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27 April 2006 @ 09:42 pm
 
I have personal experience with these three Orthognathic procedures.
Lefort I Osteotomy
Bilateral Sagittal Split Ramus Osteotomy
Geinoplasty

My Surgical experience was typical. Checked into the hospital in the morning, waited. Waited some more! Got changed into a gown, waited in a new room. Two hours later I was in the O.R. (2 hours is long enough to start feeling nervous). I walked into the O.R. which fascinated me to no end. I love anything to do with medicine. Waiting for the surgery to start I was able to watch my heartbeat on the monitors, and chat with the nurses. My only wish was that I wasn't the one on the table, but alas, I was. 3 Hours later I woke up in my hospital room. I'm sure I was semi conscious in the intensive care unit post surgery, but I don't remember a thing.
I woke up swollen, with a nasty feeling in my mouth. It was so dry I could barely move my tongue. My mouth was not banded shut, it was actually swollen wide open. The dry mouth problem was quickly solved when I suddenly had the overwhelming urge to vomit. Luckly I was very clear headed at the moment, so I reached for my kidney tray and didn't get any blood on the floor. Yes, if you vomit after surgery, it will likely be all blood, since you won't have eaten for about 16 hours at that point. During surgery, even though there is someone there to suction out the blood, they can't get it all, and it collects in your stomach. The Lefort procedure also results in bleeding from the nasal cavity and sinuses for a few hours (or in my case 36 hours) and so that blood also drains right on down like post nasal drip. If it's any consolation, blood doesn't burn your throat the way normal vomit does. I promise that's the worst of it. You're over the blood and gore section of this experience by day two. Which is likely before you check out of the hospital, so there's always friendly nursing staff to take care of you.

Off home I went, to swell up like a balloon. The ice packs in the hospital were not the gel packs I would normally use for icing an injury. They were literally bags of lumpy ice. Economical yes, effective? Not so much. I attribute a lot of my swelling to not having a really cold ice pack to my face until day 3 which was after the swelling had already taken hold. After swelling happens you just have to ice it, and wait it out.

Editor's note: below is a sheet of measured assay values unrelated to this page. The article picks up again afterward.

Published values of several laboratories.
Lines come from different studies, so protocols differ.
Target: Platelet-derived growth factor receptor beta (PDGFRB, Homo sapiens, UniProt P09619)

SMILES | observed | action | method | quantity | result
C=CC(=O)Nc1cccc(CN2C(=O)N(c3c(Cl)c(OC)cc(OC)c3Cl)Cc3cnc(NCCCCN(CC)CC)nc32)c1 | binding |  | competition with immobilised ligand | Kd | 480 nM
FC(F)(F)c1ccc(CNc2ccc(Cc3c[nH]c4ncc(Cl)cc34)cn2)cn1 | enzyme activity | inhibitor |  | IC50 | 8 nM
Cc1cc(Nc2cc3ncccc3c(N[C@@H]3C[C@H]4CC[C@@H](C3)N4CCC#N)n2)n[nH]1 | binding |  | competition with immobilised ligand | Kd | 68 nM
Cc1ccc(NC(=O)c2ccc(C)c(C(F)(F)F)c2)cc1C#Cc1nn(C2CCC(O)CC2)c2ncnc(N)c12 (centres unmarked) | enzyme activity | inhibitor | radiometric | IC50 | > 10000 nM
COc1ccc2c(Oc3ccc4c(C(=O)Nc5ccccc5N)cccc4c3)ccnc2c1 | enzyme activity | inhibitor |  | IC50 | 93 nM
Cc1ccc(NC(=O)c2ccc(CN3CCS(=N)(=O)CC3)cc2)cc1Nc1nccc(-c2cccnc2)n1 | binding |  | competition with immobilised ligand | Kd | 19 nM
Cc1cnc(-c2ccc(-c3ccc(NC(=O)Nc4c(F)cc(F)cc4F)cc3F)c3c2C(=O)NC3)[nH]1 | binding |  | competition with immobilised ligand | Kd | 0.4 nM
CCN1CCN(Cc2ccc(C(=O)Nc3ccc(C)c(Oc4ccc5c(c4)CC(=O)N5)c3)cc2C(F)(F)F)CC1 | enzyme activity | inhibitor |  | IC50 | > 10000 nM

Eating was a challenge, as I found that my ability to swallow was compromised. All the muscles in my face and neck were swollen, and so there wasn't a whole lot of control there. This resolved itself within a week or so. Obviously there was no chewing allowed (not that I could have if I wanted to). Liquid diets arn't so bad. You definitely have a chance to make a lifestyle change if one is needed but you didn't have the motivation before. It's really hard to eat junk food on a liquid diet. You just won't want pop or anything fatty, after being in the hospital, your whole digestive system will tell you to take it easy. Trust me. I made sure to get enough calcium, and vitamin D, as I am trying to heal a whole lot of bone fracture all at once.

Two weeks post op, my wonderful Surgeon declared me a super-fast healer, as my stitches were completely healed over. My mouth looked almost as good as new from the inside. My only complaint was the intense tingling in my lower face. It was driving me CRAZY. Pins and needles to the extreme, twenty four hours a day. I had to take some chemical sedatives to sleep because there was no other way I was falling asleep. The tingling was the nerves regaining sensation, which lasted for about 3 weeks.

A month post op, the tingles have stopped, but total sensation has not returned yet. I still can't feel my gums or my lower lip and chin. Not to worry, the sensation will return in a few weeks or months, judging by my current rate of recovery. I'm looking normal again. Still swollen, but only my Surgeon and myself can notice where. I am still not eating solid foods, my mastication muscles just arn't up for it yet. But I am chewing on really soft foods like roast chicken (tiny pieces) and baked potato. The thought of eating a sandwich still scares me, all that crusty bread, makes me tired just thinking about it.

That's all for now.
 
 
Current Mood: contemplativecontemplative
 
 
 
little_nay on May 15th, 2006 04:30 am (UTC)
i get tired from eating these days - and it's just a month into my pre-op braces. i'm a slow eater anyway, and now it's even worse. i was proud though that i ate my entire (small) dish of penne with creamy mushroom sauce last night, when i was out with new people. that's the first time i've finished a meal in public in ages!